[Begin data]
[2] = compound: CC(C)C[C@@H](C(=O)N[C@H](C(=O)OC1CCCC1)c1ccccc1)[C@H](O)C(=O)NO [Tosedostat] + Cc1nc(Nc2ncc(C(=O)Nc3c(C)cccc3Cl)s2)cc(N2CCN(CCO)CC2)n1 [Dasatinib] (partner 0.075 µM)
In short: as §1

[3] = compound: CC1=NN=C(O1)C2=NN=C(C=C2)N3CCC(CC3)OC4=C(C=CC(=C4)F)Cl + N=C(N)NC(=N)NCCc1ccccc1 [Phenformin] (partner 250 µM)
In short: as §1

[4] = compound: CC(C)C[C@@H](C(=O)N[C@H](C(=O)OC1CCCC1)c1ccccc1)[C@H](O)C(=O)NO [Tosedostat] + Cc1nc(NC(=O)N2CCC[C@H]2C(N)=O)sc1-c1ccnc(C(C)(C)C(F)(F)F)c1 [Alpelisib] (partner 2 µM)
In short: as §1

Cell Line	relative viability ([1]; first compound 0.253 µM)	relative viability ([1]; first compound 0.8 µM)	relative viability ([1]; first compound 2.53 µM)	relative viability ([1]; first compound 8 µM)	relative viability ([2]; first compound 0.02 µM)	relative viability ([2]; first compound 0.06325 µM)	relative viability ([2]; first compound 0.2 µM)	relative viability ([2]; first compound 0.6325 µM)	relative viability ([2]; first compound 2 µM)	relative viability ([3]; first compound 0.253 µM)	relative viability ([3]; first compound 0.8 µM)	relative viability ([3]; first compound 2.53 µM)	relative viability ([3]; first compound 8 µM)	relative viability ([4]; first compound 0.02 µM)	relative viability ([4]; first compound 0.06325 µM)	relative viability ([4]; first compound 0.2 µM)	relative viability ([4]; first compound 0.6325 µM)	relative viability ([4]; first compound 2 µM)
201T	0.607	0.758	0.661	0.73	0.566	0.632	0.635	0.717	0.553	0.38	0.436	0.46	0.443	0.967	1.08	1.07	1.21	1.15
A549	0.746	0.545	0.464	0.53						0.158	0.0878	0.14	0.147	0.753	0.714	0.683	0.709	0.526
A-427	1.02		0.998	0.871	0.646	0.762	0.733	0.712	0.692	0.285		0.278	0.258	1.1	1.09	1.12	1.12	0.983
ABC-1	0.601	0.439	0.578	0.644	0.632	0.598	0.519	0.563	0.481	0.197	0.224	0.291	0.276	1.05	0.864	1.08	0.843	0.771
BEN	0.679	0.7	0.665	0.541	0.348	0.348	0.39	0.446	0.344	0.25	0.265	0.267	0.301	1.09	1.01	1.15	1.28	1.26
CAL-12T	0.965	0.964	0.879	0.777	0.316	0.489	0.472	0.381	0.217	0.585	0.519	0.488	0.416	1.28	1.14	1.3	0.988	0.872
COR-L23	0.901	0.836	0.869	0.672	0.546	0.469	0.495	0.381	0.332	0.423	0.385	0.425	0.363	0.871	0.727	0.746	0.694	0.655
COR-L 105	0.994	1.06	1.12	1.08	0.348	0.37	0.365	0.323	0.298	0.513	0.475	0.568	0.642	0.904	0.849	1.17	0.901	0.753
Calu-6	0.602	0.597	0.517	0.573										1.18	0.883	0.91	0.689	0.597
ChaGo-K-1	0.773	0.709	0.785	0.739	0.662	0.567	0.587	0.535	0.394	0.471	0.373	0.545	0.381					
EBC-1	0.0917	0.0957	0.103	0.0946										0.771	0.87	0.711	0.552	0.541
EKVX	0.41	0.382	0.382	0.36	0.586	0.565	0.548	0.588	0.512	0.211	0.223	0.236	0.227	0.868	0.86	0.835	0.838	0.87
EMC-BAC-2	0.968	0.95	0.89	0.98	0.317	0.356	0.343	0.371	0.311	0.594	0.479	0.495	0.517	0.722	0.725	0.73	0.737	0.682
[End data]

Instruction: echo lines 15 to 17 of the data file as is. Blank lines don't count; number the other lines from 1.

COR-L 105	0.994	1.06	1.12	1.08	0.348	0.37	0.365	0.323	0.298	0.513	0.475	0.568	0.642	0.904	0.849	1.17	0.901	0.753
Calu-6	0.602	0.597	0.517	0.573										1.18	0.883	0.91	0.689	0.597
ChaGo-K-1	0.773	0.709	0.785	0.739	0.662	0.567	0.587	0.535	0.394	0.471	0.373	0.545	0.381					